English Poetry in Context: From the 16th to the 21st Century
von Ralf Hertel und Peter Hühn

“English Poetry in Context” offers an accessible, comprehensive survey of the genre from the early modern period to the present day. Situating close readings of selected poems within their larger literary and historical contexts, it is an ideal starting point for students, teachers and other readers looking for a book that maps out the field of English poetry. Whether you are interested in a comprehensive overview or in in-depth case studies of your favourite poems, “English Poetry in Context” will cater for your demands.
Proceeding chronologically and discussing both canonical and less canonical poets, “English Poetry in Context” provides concise surveys of the periods discussed, biographical information on individual poets, case studies of their poems as well as suggestions for further reading. The book invites readers to look closely at what the poetic text, both in form and content, reveals about the context in which it was written, and to make individual poems and their larger historical contexts reflect upon each other.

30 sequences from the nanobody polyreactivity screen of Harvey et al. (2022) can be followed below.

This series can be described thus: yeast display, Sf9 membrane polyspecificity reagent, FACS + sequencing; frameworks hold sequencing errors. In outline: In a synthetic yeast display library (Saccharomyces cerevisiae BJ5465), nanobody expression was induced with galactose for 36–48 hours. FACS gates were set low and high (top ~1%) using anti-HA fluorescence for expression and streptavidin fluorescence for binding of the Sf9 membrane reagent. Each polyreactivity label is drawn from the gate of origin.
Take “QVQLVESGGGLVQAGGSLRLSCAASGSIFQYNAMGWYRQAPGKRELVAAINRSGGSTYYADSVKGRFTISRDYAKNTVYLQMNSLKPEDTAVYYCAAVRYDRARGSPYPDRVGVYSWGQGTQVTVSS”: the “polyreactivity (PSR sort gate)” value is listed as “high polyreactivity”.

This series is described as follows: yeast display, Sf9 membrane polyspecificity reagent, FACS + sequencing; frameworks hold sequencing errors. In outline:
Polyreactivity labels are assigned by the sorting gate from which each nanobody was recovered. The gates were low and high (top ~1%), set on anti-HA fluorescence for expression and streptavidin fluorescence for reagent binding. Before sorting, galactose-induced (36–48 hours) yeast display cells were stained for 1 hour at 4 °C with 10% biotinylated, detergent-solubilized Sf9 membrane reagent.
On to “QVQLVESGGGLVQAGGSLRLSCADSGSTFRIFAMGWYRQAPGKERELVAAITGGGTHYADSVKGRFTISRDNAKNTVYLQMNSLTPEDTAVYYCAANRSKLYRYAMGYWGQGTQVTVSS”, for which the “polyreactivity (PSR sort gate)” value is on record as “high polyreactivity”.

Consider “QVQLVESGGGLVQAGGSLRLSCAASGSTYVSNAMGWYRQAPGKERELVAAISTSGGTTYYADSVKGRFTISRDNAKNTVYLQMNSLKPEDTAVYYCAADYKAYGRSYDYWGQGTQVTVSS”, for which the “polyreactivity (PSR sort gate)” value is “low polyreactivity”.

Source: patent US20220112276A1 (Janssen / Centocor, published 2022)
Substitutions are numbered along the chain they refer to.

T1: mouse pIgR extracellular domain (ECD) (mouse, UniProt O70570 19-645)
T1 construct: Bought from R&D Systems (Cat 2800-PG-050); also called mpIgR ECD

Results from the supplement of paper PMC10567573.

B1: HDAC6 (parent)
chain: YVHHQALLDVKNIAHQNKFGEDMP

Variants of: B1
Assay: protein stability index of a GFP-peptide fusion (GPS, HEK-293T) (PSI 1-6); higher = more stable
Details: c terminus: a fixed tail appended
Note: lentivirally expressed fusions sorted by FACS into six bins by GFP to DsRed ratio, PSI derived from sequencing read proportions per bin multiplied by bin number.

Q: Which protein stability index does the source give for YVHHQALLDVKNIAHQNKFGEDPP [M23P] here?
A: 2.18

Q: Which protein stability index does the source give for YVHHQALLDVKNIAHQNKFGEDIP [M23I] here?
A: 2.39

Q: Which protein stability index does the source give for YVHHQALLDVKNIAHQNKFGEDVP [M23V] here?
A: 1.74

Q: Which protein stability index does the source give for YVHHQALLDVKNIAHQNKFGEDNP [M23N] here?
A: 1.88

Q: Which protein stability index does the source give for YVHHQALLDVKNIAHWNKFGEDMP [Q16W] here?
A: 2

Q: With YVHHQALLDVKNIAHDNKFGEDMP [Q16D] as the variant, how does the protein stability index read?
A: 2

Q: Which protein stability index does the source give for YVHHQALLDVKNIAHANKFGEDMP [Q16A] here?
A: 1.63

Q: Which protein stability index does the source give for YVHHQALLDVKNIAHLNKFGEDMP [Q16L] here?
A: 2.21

Programmbereich: Anglistik und Amerikanistik